Bachmann jokes hurricane, earthquake message from God to politicians on spending

Republican presidential candidate Rep. Michele Bachmann, R-Minn., speaks during a Sunday, Aug. 28, 2011, rally in Sarasota, Fla.
AP Photo/Brendan Farrington
Michele Bachmann
Republican presidential candidate Rep. Michele Bachmann, R-Minn., speaks during a Sunday, Aug. 28, 2011, rally in Sarasota, Fla.
AP Photo/Brendan Farrington

While courting conservative and religious voters in Florida over the weekend, Republican presidential candidate Michele Bachmann used the significant natural disasters that recently hit the East Coast to jokingly make the case that God would approve of less government spending.

"I don't know how much God has to do to get the attention of the politicians," Bachmann said at a rally, eliciting chuckles from audience. "We've had an earthquake; we've had a hurricane. He said, 'Are you going to start listening to me here?' Listen to the American people because the American people are roaring right now... They know government is on a morbid obesity diet and we've got to rein in the spending."

After reports of the remarks generated some criticism, the Bachmann campaign clarified the candidate was joking. Still, Bachmann's remarks illustrate two of her perceived strengths in the Republican presidential primary -- her focus on limiting government spending and her support among social conservatives.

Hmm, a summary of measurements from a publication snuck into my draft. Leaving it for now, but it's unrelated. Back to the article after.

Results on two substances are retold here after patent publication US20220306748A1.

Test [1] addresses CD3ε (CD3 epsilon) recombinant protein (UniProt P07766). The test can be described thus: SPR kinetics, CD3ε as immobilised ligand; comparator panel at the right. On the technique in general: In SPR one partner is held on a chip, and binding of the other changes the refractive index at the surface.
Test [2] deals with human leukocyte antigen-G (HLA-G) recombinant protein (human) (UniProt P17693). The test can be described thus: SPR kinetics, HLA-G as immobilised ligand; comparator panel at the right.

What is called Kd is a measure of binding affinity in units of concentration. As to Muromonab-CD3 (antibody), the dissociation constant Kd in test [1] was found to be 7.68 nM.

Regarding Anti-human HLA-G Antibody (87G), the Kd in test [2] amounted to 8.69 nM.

While many politicians, such as Bachmann, are interested in curbing government spending, recovering from Hurricane Irene is expected to put a significant dent in federal, state and local budgets. Insurance industry analysts estimate that insured losses will fall somewhere between $3 billion and $5 billion, the Wall Street Journal reports, though the total economic impact could be much greater. On NBC's "Meet the Press" on Sunday, New Jersey Gov. Chris Christie said the hurricane would cost in "the billions of dollars" in his state alone.

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And after a 5.8-magnitude earthquake hit Virginia last week, sending tremors all the way up the East Coast, government officials said the damage in Virginia could easily cost in the tens of millions of dollars. House Majority Leader Eric Cantor assured his Virginia constituents that Congress "will find the monies" to assist earthquake victims, but he noted that "those monies will be offset with appropriate savings or cost-cutting elsewhere."

While Bachmann may have been joking that the natural disasters were a message from God, other Christian conservatives have been more serious about it. Televangelist Pat Robertson suggested on the Christian Broadcasting Network that the earthquake, which put a crack in the Washington Monument, was a sign the God was displeased with Washington.

"It seems to me the Washington Monument is a symbol of America's power, it has been the symbol of our great nation, we look at that monument and say this is one nation under God," he said. "Now there's a crack in it, there's a crack in it and it's closed up. Is that a sign from the Lord?... It seems to me symbolic."

Update: 6:21 p.m. ET

The Miami Herald reports that Bachmann elaborated on her explanation of the comments during a Monday appearance at Versailles Restaurant in Miami. Noting that "it would be absurd and ridiculous to think" she could know God's thoughts, Bachmann again played her remarks up as a joke.

"If you know me, you know that I am a person who loves humor. I have a great sense of humor. And I think it's important to exhibit that humor sometimes when you're talking to a person as well," she said. "I was being humorous when I said that because the American people have tried very hard to get the president's attention. He is not listening. And that was really the message."